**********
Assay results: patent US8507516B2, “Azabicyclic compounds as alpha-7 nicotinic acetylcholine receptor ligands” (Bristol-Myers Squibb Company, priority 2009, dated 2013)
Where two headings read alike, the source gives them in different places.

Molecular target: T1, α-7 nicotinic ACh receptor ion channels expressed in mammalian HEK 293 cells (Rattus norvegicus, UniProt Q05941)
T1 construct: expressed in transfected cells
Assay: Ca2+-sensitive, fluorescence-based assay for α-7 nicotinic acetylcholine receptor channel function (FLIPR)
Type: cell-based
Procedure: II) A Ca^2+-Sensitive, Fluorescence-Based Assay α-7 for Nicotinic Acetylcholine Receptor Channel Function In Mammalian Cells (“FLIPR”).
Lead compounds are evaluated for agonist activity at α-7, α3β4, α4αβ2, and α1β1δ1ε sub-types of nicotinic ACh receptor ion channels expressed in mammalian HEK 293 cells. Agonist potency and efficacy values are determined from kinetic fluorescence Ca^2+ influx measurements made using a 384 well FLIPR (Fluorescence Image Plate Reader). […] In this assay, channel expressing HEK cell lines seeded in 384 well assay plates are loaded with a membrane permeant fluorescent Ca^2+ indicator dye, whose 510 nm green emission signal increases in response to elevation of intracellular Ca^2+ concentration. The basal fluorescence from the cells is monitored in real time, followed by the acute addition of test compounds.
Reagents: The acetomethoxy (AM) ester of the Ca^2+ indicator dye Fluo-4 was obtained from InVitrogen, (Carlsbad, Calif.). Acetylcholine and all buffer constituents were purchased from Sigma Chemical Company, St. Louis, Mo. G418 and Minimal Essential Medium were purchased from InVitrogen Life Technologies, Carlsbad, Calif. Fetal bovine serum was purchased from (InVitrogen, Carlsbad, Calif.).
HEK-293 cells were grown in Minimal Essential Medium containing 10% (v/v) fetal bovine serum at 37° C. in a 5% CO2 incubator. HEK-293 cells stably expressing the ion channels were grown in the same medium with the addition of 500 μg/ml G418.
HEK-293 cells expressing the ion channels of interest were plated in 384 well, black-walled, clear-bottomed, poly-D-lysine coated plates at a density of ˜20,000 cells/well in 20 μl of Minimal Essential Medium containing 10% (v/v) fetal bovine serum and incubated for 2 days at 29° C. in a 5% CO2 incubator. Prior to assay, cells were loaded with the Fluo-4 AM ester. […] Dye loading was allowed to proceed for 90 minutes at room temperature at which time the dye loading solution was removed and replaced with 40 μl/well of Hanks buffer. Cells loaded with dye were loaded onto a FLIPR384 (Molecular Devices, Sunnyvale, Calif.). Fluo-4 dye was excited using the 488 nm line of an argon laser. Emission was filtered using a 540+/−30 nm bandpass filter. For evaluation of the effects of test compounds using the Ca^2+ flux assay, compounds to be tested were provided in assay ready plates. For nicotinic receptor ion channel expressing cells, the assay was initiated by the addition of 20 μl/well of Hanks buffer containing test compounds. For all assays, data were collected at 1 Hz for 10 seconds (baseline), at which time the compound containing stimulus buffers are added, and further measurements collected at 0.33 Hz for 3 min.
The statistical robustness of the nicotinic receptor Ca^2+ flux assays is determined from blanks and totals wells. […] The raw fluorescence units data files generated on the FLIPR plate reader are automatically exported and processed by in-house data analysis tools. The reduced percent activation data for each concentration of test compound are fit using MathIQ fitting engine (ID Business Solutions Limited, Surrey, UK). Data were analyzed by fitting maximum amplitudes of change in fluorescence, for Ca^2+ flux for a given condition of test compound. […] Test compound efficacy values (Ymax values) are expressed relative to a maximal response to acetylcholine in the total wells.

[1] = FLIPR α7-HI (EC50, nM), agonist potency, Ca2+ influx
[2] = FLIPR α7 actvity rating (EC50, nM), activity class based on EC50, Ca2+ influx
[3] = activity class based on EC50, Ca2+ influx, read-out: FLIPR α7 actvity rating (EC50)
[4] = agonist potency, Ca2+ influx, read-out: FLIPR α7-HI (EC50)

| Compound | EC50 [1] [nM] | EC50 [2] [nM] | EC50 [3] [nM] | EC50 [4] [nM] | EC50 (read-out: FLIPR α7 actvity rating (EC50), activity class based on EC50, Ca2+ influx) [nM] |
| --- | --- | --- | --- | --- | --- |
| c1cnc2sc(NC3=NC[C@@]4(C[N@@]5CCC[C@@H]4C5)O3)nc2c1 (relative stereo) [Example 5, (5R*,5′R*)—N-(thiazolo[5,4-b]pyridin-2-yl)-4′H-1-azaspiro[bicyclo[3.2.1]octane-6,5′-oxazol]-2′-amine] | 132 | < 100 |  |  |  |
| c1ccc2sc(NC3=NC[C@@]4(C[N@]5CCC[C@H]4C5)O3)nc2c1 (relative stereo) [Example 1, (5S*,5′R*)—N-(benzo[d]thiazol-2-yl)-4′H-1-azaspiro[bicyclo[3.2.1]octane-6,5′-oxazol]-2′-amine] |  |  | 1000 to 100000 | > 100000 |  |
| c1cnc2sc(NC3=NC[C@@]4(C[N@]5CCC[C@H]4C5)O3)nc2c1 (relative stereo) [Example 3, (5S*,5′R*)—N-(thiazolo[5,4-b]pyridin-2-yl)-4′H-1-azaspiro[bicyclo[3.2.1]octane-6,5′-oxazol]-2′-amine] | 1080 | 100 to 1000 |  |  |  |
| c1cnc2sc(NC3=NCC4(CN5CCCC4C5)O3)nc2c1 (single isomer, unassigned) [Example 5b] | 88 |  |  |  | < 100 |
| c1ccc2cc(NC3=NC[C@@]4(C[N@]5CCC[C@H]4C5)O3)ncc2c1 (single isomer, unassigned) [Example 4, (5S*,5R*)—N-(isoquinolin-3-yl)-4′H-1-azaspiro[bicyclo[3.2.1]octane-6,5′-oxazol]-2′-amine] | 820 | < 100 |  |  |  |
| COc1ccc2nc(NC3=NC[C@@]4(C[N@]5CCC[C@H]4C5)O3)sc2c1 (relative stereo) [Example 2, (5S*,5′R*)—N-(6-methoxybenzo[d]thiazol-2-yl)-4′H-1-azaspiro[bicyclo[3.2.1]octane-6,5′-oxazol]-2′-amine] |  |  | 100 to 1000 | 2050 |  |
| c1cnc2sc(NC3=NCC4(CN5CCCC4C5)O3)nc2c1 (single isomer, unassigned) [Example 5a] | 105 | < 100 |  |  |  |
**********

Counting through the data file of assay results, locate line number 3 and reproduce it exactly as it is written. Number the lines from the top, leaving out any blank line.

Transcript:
Molecular target: T1, α-7 nicotinic ACh receptor ion channels expressed in mammalian HEK 293 cells (Rattus norvegicus, UniProt Q05941)